You don’t need extreme chest pain to signal a heart attack is looming.
In fact, many guys don’t experience classic symptoms, like gripping or pressing pain in the chest that radiates down the arm, shortness of breath, or sweating, says Steven Nissen, M.D., chairman of cardiovascular medicine at the Cleveland Clinic.
Heart attacks occur when a blocked artery stops the flow of oxygen-rich blood to your heart. But the symptoms it produces can vary, depending on things like your age, fitness level, where the blockage occurs, and severity of your heart attack.
Take these 6 men. They all suffered heart attacks, yet their symptoms may shock you. Keep reading for their stories.
“I felt winded doing normal stuff.”
Name: Kalun Lee, 45, Washington, D.C.
Date of heart attack: March 15, 2010
Lee always walked the three-quarters of a mile to his job as an attorney at a state agency in Boston. One spring morning, he felt a bit out of breath and thought he must be coming down with a cold.
Later that night, he felt more winded than usual climbing the three flights of stairs to his apartment. That seemed strange, but since the 39-year-old had a clean physical exam the week before, he shrugged it off.
After dinner, though, he sat on the couch to watch TV and send emails. That’s when the chest pain began, along with the feeling he was going to throw up.
“I knew something was very wrong,” Lee says.
Even though he didn’t fit the picture of heart disease—he was young, fit, at a healthy weight, and didn’t smoke, drink, or do drugs—the chest pain prompted him to Google symptoms of a heart attack.
He saw enough overlap between the symptoms listed online and his current condition to decide to head to the hospital just in case.
By the time he arrived, he was pale, breathless, and had severe chest pain. An exam, a finger clip to measure his blood oxygen levels, and an electrocardiogram (EKG) all pointed to a heart attack.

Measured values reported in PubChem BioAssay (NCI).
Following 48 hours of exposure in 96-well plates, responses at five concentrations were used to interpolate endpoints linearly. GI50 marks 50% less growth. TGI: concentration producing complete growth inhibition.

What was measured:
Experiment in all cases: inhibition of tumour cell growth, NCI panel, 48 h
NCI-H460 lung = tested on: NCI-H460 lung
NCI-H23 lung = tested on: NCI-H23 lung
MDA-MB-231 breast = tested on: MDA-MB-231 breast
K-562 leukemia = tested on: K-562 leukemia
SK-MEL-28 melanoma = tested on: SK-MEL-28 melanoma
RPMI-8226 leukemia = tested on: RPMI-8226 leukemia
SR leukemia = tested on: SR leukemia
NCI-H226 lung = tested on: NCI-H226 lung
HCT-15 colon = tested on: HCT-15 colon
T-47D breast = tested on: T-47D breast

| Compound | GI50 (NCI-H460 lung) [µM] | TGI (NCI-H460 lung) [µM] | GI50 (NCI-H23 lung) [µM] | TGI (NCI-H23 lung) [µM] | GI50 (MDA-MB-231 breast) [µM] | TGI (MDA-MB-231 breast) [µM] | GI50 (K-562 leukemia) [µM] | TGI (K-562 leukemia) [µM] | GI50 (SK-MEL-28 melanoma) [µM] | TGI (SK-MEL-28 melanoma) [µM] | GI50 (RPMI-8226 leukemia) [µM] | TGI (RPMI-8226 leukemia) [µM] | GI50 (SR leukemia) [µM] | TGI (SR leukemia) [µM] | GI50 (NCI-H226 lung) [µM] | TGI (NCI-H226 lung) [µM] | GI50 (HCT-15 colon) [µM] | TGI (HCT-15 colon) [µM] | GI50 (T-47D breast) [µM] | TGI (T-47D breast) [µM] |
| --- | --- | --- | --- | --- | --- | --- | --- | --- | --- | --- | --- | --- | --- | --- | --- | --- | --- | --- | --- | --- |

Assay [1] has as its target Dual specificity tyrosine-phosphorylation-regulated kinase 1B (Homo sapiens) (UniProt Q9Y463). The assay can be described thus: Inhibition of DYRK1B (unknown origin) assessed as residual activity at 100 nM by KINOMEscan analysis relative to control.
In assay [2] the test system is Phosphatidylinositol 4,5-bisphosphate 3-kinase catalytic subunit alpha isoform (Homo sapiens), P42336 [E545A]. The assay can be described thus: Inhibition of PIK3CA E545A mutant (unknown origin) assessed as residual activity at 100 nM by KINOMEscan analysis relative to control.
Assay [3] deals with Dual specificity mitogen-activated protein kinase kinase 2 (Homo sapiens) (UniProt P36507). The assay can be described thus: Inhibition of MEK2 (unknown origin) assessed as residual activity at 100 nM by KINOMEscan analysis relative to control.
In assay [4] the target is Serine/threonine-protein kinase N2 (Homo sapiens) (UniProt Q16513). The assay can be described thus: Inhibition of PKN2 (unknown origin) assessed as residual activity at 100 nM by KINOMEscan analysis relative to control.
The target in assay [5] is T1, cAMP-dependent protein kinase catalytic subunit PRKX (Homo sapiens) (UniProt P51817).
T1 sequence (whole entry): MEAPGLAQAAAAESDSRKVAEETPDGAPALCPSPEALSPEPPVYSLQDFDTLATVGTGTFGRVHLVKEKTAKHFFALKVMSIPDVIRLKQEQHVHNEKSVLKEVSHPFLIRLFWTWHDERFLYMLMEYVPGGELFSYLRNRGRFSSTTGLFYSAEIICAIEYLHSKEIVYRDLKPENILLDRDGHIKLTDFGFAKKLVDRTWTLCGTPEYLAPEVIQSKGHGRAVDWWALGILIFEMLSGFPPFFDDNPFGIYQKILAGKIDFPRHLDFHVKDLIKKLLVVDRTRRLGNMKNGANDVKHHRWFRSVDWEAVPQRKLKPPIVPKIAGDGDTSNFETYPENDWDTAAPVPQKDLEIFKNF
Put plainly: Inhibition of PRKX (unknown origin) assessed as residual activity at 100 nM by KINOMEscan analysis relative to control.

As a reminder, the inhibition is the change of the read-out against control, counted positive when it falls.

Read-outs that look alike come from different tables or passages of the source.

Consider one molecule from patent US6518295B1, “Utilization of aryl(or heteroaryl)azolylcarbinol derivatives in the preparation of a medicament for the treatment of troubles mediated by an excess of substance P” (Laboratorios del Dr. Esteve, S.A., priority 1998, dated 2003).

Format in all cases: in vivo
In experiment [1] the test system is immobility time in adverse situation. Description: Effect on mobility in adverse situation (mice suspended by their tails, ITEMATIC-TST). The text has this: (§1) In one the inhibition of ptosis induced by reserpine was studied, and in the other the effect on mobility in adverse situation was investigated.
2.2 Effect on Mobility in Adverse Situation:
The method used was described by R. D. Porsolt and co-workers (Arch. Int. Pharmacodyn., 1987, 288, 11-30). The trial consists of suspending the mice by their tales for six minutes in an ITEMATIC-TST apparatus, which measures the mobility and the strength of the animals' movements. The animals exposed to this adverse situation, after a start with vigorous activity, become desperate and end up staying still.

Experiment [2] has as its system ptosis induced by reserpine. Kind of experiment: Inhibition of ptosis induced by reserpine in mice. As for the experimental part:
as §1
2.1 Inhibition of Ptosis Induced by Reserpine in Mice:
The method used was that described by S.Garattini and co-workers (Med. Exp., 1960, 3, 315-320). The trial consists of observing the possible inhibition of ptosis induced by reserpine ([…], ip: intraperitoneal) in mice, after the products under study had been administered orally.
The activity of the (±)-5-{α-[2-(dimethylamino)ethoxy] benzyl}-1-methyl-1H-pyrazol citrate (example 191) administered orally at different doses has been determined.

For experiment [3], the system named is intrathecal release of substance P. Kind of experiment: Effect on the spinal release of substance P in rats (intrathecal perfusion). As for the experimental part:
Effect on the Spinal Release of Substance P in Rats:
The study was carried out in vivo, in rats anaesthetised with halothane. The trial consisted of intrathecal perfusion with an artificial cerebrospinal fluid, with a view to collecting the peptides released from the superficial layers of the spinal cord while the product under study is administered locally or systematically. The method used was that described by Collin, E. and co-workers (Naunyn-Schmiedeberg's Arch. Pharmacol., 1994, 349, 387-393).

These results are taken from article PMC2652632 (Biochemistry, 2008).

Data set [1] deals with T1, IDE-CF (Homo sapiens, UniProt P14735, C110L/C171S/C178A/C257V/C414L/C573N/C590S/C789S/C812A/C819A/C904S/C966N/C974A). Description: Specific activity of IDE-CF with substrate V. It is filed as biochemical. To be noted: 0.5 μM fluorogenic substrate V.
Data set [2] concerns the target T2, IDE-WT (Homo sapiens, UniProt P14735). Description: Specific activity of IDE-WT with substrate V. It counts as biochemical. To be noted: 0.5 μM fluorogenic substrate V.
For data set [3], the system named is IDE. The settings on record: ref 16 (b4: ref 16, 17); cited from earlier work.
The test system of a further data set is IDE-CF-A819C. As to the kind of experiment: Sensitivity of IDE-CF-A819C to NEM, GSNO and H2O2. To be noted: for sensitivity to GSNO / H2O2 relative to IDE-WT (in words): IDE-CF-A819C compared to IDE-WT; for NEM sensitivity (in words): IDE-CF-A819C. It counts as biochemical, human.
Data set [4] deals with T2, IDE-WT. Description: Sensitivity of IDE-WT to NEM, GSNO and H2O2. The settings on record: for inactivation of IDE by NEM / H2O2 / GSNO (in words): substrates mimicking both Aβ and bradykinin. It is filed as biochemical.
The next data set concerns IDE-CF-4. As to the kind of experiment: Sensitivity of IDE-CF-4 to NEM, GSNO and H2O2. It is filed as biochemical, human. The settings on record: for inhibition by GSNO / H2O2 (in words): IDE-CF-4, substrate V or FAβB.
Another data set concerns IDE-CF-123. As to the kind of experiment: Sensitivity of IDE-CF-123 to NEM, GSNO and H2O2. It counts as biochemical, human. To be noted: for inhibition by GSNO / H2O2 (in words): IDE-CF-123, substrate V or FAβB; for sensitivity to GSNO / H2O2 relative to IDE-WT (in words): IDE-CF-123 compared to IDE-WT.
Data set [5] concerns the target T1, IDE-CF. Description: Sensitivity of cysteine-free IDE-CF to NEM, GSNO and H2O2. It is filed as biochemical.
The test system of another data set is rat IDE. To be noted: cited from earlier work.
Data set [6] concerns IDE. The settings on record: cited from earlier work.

Doctors gave him nitroglycerine pills to open up his arteries and whisked him into surgery, where he had a stent put in to unclog them.
“The pain went away nearly immediately,” he says.
“I lost 50 pounds and lowered my cholesterol—so I thought it couldn’t be a heart attack.”
Name: Paul Traynor, 44, Wilmette, Ill.
Date of heart attack: May 31, 2015
Traynor, a suburban Chicago filmmaker and actor, transformed his life at age 40: He quit drinking and smoking, went vegetarian, started practicing yoga, and lost 50 pounds. His high triglycerides and cholesterol levels went back to normal.
So when he woke one Sunday morning with triceps and neck pain, he figured he did one too many rounds of chaturanga. He also experienced growing fatigue and a feeling of overall dread, which, he figured, came thanks to a new baby, new puppy, and huge work project.
But those symptoms are actually indicative of a heart attack: The nerves that connect your heart to your brain don’t send specific pain signals the way your skin or other organs do, so the resulting pain is harder to pinpoint, says Dr. Nissen. That’s why you can feel it elsewhere, from your stomach to your neck to your arms.
And fatigue can serve as a signal that your heart can’t keep up with the demands placed on it. This also can trigger anxiety or a sense of doom, similar to what Traynor felt.
Still, Traynor didn’t think much about it until he started feeling “a little bit belchy, a little bit clammy, and a little bit dizzy” when walking the dog later that evening. It got bad enough that he stopped and searched for “heart attack symptoms” on his phone.
But every entry listed chest pain or tightness, which Traynor didn’t have. His wife, though, insisted she drive him to the hospital.
During a test called a cardiac catheterization—in which doctors inserted a thin, flexible tube through a blood vessel in his groin—they discovered a portion of his right coronary artery was completely blocked. They inserted another tube with a stent to open in, a procedure called percutaneous coronary intervention, or angioplasty.
It was successful: He recovered well, and only sustained slight damage to his heart.